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Pigs in a pen at a pig farm in China’s Yiyang county: the country’s pig population is estimated to have been reduced by half. Photo: AFP

AnalysisSwine fever, climate change, Armyworm: a perfect storm for Asia’s food prices

  • Global food prices recently hit a five-year peak but a variety of factors mean the worst may be yet to come
  • Asia is acutely vulnerable, and governments may have to reconsider their policies in response

The UN’s Food and Agriculture Organisation (FAO) in its report on Thursday indicated global food prices have risen to their highest in five years. There are many factors but a mixture of biology-related and climate-related phenomena suggest this trend may continue.

These increases were fuelled by recent surges in the price of vegetable oils, sugar and dairy, as well as some increases in cereals. Meat prices increased the most steadily of all the food types monitored by the FAO. Overall, these increases will force lower-income families to forego food purchases, leading to negative nutrition effects.

In 2019, more than 6 million pigs were culled from supply chains and millions more died due to African Swine Fever (ASF), thousands of hectares of corn have been devoured by an insect, and prolonged drought and fire have destroyed crop, grazing lands and livestock in Australia. Such stresses on food systems could foreshadow a period of even higher prices in 2020.

African Swine Fever and other viruses

Domestic pig industries have been disrupted since ASF spread from Kenya through Eastern Europe into Asia. After showing up in August 2018 in China’s Liaoning Province, the highly contagious virus spread to nine other Asian countries.

In China alone, the pig population is estimated to have been reduced by half. This has caused a rise in pork prices and increased demand for other meats. The FAO characterised this as the largest animal disease outbreak in history and it shows no signs of abating.

ASF is not known to cross species lines or infect humans but that may not be the case with other animal viruses. The last known outbreak of a human disease caused by an animal virus was the Avian Flu in 1997 in Hong Kong, caused by the H5N1 virus, which killed six people. The FAO has warned of an ongoing threat to bird and human health and the Avian Flu H5N8 virus was recently detected in turkeys in Eastern Poland, where 40,000 birds were slaughtered. This virus can also affect humans.

Fall Armyworm and other insects

Crops have not been spared. The destructive insect pest known as Fall Armyworm (FAW) first appeared in Asia in 2018 and spread from India to Bangladesh, Myanmar, Sri Lanka, Thailand, the Philippines, Vietnam and China, destroying thousands of hectares of corn, both food and feed corn.


Half China’s provinces were invaded by this pest by mid-2019, causing significant losses despite increased pesticide use, forcing the country to expand corn imports.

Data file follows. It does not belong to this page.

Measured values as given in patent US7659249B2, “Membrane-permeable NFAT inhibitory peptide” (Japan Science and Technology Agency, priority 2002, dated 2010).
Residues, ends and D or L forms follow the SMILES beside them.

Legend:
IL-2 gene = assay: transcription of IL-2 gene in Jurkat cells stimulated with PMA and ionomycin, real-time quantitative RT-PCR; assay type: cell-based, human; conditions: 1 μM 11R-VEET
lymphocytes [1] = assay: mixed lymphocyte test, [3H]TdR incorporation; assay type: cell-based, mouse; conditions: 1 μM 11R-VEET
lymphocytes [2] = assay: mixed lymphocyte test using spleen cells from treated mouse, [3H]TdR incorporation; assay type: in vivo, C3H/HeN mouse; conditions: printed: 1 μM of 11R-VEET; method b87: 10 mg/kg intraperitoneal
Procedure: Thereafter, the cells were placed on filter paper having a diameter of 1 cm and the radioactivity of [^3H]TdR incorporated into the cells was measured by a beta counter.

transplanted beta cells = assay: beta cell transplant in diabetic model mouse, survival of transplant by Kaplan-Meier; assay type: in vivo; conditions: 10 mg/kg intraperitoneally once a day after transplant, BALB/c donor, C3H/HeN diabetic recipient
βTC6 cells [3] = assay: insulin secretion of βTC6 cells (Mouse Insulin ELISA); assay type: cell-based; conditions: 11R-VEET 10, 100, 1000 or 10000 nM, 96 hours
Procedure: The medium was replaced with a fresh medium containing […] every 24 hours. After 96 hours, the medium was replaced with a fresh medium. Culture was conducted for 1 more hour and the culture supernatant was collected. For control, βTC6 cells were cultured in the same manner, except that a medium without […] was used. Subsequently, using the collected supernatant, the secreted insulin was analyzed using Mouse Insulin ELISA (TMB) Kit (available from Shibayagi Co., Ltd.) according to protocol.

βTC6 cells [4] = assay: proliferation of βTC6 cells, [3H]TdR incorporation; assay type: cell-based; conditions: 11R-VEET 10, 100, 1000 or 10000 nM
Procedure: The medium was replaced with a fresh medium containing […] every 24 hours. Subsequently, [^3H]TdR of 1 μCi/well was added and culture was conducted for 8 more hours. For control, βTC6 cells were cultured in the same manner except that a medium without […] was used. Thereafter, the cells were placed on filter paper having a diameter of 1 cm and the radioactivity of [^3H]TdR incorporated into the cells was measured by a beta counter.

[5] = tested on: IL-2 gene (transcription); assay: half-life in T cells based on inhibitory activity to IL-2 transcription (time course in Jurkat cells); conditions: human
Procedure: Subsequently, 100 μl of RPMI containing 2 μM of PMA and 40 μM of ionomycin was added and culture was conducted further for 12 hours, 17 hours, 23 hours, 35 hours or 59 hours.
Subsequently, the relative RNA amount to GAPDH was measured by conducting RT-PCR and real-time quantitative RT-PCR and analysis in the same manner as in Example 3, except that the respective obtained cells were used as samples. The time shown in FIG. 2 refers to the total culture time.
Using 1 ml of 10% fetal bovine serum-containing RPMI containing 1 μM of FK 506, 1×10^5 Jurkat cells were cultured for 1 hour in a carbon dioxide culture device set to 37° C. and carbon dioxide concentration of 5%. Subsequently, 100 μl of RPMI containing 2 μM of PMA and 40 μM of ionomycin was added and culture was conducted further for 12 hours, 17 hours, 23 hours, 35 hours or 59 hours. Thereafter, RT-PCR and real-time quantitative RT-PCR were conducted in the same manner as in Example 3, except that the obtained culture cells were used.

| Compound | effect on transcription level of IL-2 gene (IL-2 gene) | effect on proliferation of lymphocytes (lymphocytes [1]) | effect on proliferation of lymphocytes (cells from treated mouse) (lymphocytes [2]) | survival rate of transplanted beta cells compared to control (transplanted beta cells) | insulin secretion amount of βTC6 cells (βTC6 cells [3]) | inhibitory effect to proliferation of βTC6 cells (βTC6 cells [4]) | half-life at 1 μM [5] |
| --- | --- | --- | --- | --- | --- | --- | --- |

Although the damage for the current corn-growing season has been done, the full effect on corn prices may not yet be clear. It will also be worth watching to see whether measures taken by countries for the 2020 growing season have the desired effect.

Climate-induced drought and fire

Australia, one of Asia’s major food-exporting countries, has been struggling with prolonged drought and its effects on crop and grazing lands. Recent bush fires have destroyed vast swathes of forests and farmland, inflicting losses worth millions of dollars.

The combined effect of drought and bush fires could be reduced Australian food exports to Asia, especially in livestock and dairy products.

Even before the bush fires, the Australian Bureau of Agricultural and Resource Economics and Sciences in June 2019 predicted wheat exports would be 18 per cent lower in the 2019-20 season. For the first time in more than a decade, Australia has imported wheat to make up for its shortfall.

What next?

The effects of localised supply shortages, price increases and even changes in diets have been observed in India (onion shortages), Malaysia (leafy vegetables) and Singapore (eggs).


Such reductions and disruptions leading to price spikes appear likely to converge at the beginning of 2020, coinciding with Asia’s festive season when there is increased demand for many items. Chinese consumers have already shifted from pork to other options such as chicken.

Asian countries are also likely to implement tighter biosecurity measures such as increased checks at border crossings to prevent disease spreading. To avoid the chaos created during the 2007-08 food crisis, openness in reporting outbreaks and transparency in data sharing will be key to avoid panic buying.


Similarly, the effects of climate change are likely to increase rather than decrease, potentially creating a perfect storm for food supplies and prices.

Professor Paul Teng is adjunct senior fellow at the Centre for Non-Traditional Security Studies, Nanyang Technological University, Singapore